By Bobby Graham
In case you’re wondering, this article has nothing to do with Washington Irving’s fictional character Ichabod Crane, but it concerns the Ichabod in 1 Samuel 4:21. When Eli was judging Israel, the Philistines defeated God’s people and seized the ark of the covenant. In the same conflict the wicked sons of Eli who had besmirched his name were slain. Upon hearing of the defeat and the death of the sons, the ninety-eight year old Eli was undoubtedly shaken; but the Scriptures say that when he heard of the ark’s dislocation by the Philistines, he fell backward, broke his neck, and died. Eli’s daughter-in-law soon heard of the compounding bad news; in her condition of grief she gave birth to a son whom she named Ichabod.
She explained the name’s significance: “The glory is departed from Israel.” A nation once glorious in her relationship with God had now been brought low through the unfaithfulness of the people, priests, and priestly servants who despised the offerings of Jehovah, and a generally profane attitude toward the holy things of God. There was no glory in Israel for God’s people had left him, and God’s approval of his people had been withdrawn.
One needed observation relates to the wife of Phinehas, who named the child. Apparently she had some understanding of the will of God in some important matters that were of current concern. At a time when her own husband, his brother, Hophni, and her father-in-law, Eli, had recently manifested a lack of regard for the things of God, she knew where the glory resided. Both of the sons had sinned in fornication with the women who came to the Tabernacle and in the offerings mishandled. And Eli had failed to restrain them. It was evidently left for this wife of Phinehas to uphold the divine glory if it was to be done in this family. Based on her knowledge of what God had desired and her understanding that God had not been served, she declared in this child that “there is no glory.” May she be remembered and her faith in God and reverence for him recalled as a proper model for all time to come (Rom. 15:4).
Similar conditions at different times can produce similar results. The glory characteristic of the Lord’s church (his family, his people) can also depart through failings of our own, not through any insufficiency on God’s part. God’s design for the church was that it be glorious, “not having spot or wrinkle or any such thing, but that it should be holy and without blemish” (Eph. 5:27). Whenever the people of God turn their backs on God and resort to the idols of their hearts, their disaffection with God becomes the means of the glory departing. Such disaffection is shown by our elevating anything of man to the level of God and his will. Our love for him must be with the whole heart, soul, mind, and strength. Entanglements with the sinful element of the world in any form can be our undoing with God, causing the glory to depart. The cares, riches, and pleasures of this life can rise up like thorns to choke out the Word (Luke 8:14). We must remember that the divine glory departs from our lives as we glory in anything defiling.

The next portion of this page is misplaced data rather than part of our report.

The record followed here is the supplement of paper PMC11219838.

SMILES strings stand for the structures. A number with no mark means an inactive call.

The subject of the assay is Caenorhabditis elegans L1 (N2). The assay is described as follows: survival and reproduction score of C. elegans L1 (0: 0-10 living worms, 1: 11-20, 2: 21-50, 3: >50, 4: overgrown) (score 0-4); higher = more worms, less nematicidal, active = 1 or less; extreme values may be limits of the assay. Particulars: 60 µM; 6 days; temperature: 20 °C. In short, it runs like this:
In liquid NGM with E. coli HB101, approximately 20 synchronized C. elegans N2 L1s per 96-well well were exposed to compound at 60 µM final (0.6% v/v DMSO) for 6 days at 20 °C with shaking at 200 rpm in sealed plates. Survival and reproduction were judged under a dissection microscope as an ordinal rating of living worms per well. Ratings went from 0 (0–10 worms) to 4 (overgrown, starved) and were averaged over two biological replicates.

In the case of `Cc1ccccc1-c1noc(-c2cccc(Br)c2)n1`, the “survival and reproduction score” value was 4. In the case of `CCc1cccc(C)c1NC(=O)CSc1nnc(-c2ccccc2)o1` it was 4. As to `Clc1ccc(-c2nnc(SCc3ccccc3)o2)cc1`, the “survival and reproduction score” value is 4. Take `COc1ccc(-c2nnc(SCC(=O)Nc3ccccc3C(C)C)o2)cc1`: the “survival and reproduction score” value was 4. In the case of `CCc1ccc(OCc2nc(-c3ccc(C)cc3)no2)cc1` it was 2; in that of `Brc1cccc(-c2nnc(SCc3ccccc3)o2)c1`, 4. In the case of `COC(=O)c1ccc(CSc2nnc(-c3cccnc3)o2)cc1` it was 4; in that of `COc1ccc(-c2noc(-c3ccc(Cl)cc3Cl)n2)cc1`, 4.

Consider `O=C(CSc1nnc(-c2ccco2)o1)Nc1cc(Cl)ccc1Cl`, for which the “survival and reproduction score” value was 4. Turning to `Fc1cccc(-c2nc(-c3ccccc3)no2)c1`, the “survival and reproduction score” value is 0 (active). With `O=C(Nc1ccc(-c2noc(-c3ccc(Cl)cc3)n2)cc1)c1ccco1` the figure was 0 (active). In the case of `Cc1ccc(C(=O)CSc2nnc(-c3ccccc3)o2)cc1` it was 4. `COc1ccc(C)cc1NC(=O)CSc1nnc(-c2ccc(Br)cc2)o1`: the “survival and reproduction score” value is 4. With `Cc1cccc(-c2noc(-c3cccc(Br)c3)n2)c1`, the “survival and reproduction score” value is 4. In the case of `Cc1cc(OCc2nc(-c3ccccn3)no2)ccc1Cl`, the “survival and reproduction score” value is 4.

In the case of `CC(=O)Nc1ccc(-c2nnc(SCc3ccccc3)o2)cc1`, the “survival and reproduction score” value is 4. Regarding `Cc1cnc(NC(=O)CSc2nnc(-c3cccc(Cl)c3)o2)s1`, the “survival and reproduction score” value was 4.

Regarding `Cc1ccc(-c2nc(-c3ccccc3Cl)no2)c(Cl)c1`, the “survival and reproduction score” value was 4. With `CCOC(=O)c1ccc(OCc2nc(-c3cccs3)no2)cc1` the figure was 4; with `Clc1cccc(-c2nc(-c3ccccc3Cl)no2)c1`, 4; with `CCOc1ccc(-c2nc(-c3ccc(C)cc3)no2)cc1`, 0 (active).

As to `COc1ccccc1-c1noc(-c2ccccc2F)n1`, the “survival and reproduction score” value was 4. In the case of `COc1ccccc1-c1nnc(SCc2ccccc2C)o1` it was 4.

Christ’s law of entrance into the body, acceptable worship and service by his holy priests, the organizational structure of local churches, and the functional operation of local churches under local oversight in the areas identified by the head of the church are all matters included in the will of Christ set forth in the New Testament. Only when we observe his will in these and other matters do we function to his glory in the church.
When those in a local church depart from the will of Christ, they are glorifying themselves; but glorifying God they are not. Christ removes the candlestick of a local church when its glory has departed (Rev. 2:5). It no longer exists as a true church (Rev.1:20).
Any who have established an agenda of changing the Lord’s church in any way that would alter those divine features of the church must understand the inevitable result of their changes. It will be Ichabod: the glory associated with God and resulting from God will depart. This is the birth of another human religious system — denominationalism all over again. The glory has departed.
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